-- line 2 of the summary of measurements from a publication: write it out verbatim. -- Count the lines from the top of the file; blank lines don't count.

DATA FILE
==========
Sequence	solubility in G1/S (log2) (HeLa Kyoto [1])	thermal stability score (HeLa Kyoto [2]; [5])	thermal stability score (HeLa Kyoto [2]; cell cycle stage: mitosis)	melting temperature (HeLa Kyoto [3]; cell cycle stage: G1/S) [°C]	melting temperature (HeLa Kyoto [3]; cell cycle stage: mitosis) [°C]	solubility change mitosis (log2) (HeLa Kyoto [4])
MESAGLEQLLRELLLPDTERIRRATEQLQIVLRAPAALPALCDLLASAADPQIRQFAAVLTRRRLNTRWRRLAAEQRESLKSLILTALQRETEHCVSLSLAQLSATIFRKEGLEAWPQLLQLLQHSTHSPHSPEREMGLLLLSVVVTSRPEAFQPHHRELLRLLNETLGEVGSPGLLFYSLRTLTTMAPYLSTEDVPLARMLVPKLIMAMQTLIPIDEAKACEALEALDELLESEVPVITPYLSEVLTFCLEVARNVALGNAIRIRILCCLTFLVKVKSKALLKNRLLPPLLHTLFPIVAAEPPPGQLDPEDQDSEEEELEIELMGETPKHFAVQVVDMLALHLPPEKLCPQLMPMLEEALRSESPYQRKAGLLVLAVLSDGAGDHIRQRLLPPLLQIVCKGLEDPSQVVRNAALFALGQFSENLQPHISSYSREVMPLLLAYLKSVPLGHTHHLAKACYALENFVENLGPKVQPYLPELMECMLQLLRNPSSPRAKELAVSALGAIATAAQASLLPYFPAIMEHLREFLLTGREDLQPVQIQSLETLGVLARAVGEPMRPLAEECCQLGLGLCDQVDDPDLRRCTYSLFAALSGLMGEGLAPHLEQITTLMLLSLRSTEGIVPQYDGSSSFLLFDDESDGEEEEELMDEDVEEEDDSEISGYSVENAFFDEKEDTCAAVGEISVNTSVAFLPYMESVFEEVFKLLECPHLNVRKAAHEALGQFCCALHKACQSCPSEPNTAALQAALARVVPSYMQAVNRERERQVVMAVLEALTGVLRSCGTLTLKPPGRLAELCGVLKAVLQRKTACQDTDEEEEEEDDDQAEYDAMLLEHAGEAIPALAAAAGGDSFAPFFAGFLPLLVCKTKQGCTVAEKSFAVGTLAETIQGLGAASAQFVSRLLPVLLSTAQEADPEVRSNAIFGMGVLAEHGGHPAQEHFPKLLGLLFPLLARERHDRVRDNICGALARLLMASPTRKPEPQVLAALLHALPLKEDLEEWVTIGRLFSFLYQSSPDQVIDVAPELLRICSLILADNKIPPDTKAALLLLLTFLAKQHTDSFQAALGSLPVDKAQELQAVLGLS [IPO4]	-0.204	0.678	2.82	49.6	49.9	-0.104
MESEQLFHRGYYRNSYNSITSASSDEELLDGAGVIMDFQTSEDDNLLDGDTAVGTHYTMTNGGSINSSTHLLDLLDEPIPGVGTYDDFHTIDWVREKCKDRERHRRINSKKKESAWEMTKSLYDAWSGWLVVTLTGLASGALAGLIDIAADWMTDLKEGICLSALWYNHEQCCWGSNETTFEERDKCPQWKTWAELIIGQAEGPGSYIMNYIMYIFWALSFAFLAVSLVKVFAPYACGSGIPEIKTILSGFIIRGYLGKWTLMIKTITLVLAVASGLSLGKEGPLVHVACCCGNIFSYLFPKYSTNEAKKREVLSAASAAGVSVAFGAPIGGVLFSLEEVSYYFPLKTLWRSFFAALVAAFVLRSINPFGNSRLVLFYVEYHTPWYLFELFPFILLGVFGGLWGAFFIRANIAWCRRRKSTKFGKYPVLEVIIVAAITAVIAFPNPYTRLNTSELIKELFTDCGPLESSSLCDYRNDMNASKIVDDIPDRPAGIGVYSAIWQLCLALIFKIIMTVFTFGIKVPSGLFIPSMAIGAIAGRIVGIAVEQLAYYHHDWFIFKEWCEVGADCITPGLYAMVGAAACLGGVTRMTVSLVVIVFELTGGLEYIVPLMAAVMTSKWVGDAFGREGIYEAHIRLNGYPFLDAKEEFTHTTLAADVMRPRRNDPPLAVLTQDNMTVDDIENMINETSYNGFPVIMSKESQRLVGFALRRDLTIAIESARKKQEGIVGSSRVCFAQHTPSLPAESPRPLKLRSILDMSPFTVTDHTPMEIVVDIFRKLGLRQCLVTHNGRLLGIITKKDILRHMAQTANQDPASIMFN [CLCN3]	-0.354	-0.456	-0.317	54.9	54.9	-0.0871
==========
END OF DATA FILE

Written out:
MESAGLEQLLRELLLPDTERIRRATEQLQIVLRAPAALPALCDLLASAADPQIRQFAAVLTRRRLNTRWRRLAAEQRESLKSLILTALQRETEHCVSLSLAQLSATIFRKEGLEAWPQLLQLLQHSTHSPHSPEREMGLLLLSVVVTSRPEAFQPHHRELLRLLNETLGEVGSPGLLFYSLRTLTTMAPYLSTEDVPLARMLVPKLIMAMQTLIPIDEAKACEALEALDELLESEVPVITPYLSEVLTFCLEVARNVALGNAIRIRILCCLTFLVKVKSKALLKNRLLPPLLHTLFPIVAAEPPPGQLDPEDQDSEEEELEIELMGETPKHFAVQVVDMLALHLPPEKLCPQLMPMLEEALRSESPYQRKAGLLVLAVLSDGAGDHIRQRLLPPLLQIVCKGLEDPSQVVRNAALFALGQFSENLQPHISSYSREVMPLLLAYLKSVPLGHTHHLAKACYALENFVENLGPKVQPYLPELMECMLQLLRNPSSPRAKELAVSALGAIATAAQASLLPYFPAIMEHLREFLLTGREDLQPVQIQSLETLGVLARAVGEPMRPLAEECCQLGLGLCDQVDDPDLRRCTYSLFAALSGLMGEGLAPHLEQITTLMLLSLRSTEGIVPQYDGSSSFLLFDDESDGEEEEELMDEDVEEEDDSEISGYSVENAFFDEKEDTCAAVGEISVNTSVAFLPYMESVFEEVFKLLECPHLNVRKAAHEALGQFCCALHKACQSCPSEPNTAALQAALARVVPSYMQAVNRERERQVVMAVLEALTGVLRSCGTLTLKPPGRLAELCGVLKAVLQRKTACQDTDEEEEEEDDDQAEYDAMLLEHAGEAIPALAAAAGGDSFAPFFAGFLPLLVCKTKQGCTVAEKSFAVGTLAETIQGLGAASAQFVSRLLPVLLSTAQEADPEVRSNAIFGMGVLAEHGGHPAQEHFPKLLGLLFPLLARERHDRVRDNICGALARLLMASPTRKPEPQVLAALLHALPLKEDLEEWVTIGRLFSFLYQSSPDQVIDVAPELLRICSLILADNKIPPDTKAALLLLLTFLAKQHTDSFQAALGSLPVDKAQELQAVLGLS [IPO4]	-0.204	0.678	2.82	49.6	49.9	-0.104